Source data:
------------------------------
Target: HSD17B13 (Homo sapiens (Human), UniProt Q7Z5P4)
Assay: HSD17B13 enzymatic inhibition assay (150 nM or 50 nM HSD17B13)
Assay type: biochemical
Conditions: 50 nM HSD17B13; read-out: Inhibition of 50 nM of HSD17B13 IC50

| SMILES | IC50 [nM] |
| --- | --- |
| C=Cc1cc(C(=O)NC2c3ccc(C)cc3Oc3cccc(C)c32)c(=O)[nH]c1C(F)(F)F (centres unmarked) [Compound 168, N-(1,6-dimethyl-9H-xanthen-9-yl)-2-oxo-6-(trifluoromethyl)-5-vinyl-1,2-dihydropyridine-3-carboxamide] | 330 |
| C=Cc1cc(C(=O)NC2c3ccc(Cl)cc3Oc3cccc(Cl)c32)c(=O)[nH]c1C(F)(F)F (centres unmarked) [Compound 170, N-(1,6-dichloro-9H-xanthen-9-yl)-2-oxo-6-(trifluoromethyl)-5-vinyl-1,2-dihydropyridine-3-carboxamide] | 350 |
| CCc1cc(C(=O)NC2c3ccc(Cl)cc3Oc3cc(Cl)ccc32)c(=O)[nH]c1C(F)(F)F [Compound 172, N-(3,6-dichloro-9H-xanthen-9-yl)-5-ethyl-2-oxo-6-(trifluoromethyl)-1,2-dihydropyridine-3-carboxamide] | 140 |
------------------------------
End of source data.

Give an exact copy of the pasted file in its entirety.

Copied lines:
Target: HSD17B13 (Homo sapiens (Human), UniProt Q7Z5P4)
Assay: HSD17B13 enzymatic inhibition assay (150 nM or 50 nM HSD17B13)
Assay type: biochemical
Conditions: 50 nM HSD17B13; read-out: Inhibition of 50 nM of HSD17B13 IC50

| SMILES | IC50 [nM] |
| --- | --- |
| C=Cc1cc(C(=O)NC2c3ccc(C)cc3Oc3cccc(C)c32)c(=O)[nH]c1C(F)(F)F (centres unmarked) [Compound 168, N-(1,6-dimethyl-9H-xanthen-9-yl)-2-oxo-6-(trifluoromethyl)-5-vinyl-1,2-dihydropyridine-3-carboxamide] | 330 |
| C=Cc1cc(C(=O)NC2c3ccc(Cl)cc3Oc3cccc(Cl)c32)c(=O)[nH]c1C(F)(F)F (centres unmarked) [Compound 170, N-(1,6-dichloro-9H-xanthen-9-yl)-2-oxo-6-(trifluoromethyl)-5-vinyl-1,2-dihydropyridine-3-carboxamide] | 350 |
| CCc1cc(C(=O)NC2c3ccc(Cl)cc3Oc3cc(Cl)ccc32)c(=O)[nH]c1C(F)(F)F [Compound 172, N-(3,6-dichloro-9H-xanthen-9-yl)-5-ethyl-2-oxo-6-(trifluoromethyl)-1,2-dihydropyridine-3-carboxamide] | 140 |